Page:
Rescission of PE Registration Requirement Won’t Happen Anytime Soon
President Donald Trump campaigned on a promise to roll back financial regulatory reform, but Republican lawmakers warn not to expect significant changes — if any — to the massive financial regulatory package known as Dodd-Frank before year-end, as the GOP-led Congress sorts out the priorities of its ambitious legislative agenda.
GOP lawmakers have said that the laborious process of undoing what they call financial “regulatory overreach” will have to take its turn behind other high priority Republican priorities, like repeal of Obamacare and an initial stab at simplifying the U.S. Tax Code with an eye toward major reform down the road.
Rep. Bill Huizenga, R-Mich., said one reason advisers should tamp down their expectations for a rapid regulatory rollback is that Republican lawmakers, especially on the Senate side, still must seek bipartisan support for some actions, despite the GOP’s control over both houses of Congress. “Not everything is mob rule,” he said, “but it is pretty close to that on the House side.” The Senate has a 60-vote threshold, so more bipartisan cooperation is required there, Huizenga said
Sen. Thom Tillis, R-N.C., after being asked by a reporter about the likelihood Congress would rescind the SEC registration requirement for private equity funds, said “It’s certainly something that’s already being discussed.” But even though Tillis called the Dodd-Frank Act — the legislation that, among many other things, required private equity firms to register with the SEC — an “egregious overreach,” he said Congress’ best hope this year is to stop the expansion of rules under the 2010 law, and then figure out how to slowly chisel away at them.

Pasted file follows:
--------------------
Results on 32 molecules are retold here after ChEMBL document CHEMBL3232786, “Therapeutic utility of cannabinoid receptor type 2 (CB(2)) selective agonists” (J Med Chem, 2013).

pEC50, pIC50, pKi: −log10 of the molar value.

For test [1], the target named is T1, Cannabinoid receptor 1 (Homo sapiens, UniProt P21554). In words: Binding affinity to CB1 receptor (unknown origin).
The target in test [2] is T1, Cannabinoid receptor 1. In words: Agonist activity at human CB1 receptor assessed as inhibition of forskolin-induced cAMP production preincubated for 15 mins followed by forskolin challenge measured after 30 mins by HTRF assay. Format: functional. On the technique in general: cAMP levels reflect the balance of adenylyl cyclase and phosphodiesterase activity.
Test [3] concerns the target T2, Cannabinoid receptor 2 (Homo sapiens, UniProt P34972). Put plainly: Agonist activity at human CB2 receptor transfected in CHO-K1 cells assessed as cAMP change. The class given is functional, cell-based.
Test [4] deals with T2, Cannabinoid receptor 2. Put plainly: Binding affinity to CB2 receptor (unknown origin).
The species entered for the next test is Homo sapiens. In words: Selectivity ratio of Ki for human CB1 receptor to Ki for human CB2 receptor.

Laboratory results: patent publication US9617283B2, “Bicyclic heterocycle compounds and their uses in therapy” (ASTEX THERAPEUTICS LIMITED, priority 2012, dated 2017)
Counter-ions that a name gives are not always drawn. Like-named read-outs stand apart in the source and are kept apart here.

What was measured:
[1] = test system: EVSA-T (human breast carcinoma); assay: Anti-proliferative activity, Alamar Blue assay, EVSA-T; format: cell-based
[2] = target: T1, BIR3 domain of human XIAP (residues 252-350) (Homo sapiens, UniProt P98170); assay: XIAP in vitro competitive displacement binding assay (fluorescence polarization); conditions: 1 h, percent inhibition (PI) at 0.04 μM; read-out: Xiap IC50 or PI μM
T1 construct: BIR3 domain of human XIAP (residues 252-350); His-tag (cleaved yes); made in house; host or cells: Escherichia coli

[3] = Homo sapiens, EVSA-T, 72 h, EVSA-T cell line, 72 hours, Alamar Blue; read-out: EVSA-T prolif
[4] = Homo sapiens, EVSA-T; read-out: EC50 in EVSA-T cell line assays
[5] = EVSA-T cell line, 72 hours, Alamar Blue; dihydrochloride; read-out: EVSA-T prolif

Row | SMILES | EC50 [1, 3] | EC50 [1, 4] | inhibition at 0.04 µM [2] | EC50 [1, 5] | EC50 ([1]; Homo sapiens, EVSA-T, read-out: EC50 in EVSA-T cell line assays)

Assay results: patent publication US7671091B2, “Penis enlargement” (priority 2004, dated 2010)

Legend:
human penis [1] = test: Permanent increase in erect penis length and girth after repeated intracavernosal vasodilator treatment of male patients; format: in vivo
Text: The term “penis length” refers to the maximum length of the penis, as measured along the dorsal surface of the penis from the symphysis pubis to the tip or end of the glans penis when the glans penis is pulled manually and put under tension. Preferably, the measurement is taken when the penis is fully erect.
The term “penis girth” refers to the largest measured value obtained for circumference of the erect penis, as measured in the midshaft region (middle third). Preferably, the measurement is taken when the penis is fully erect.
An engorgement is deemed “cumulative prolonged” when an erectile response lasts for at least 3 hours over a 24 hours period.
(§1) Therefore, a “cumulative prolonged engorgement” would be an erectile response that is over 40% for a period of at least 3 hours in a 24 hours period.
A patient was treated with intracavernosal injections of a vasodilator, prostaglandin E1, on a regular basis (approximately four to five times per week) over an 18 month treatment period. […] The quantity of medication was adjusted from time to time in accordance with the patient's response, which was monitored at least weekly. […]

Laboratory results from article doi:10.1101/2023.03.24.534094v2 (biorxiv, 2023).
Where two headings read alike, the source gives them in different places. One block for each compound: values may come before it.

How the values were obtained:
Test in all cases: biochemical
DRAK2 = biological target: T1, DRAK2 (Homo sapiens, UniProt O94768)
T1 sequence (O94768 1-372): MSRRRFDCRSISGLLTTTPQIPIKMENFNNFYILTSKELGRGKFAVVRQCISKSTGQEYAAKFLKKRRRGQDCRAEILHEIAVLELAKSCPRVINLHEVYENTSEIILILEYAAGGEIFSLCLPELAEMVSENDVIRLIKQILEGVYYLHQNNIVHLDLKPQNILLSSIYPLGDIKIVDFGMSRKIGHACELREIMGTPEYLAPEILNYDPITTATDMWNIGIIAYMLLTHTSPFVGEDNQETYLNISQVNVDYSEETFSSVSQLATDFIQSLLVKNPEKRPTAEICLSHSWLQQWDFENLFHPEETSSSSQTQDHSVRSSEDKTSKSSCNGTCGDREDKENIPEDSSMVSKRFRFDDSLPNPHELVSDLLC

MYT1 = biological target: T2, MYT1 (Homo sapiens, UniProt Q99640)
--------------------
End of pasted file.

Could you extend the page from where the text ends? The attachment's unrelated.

“The question is, what is a right-sized regulation in terms of monitoring financial or quasi-financial institutions?” Tillis said. “I think it’s far less than what we have today. The question is how can you slowly but surely peel them back?”
Huizenga and Tillis, both speaking at a regulatory compliance conference in Washington, D.C., in February, said the Republican agenda placed top priority on repealing the Affordable Care Act, another promise on which Trump campaigned. After that, both said in separate speeches at the conference, would come tax reform. Tillis said not to expect “Big R” reform this year to the tax code — winning a major corporate tax rate reduction, for example. Instead, Tillis said, the Senate for its part will focus on pressuring regulators through oversight — what Tillis called “little r” reform.
The conference was held by the Association for Corporate Growth, a Chicago-based group that advocates various government agencies on behalf of the middle-market segment of the private equity industry.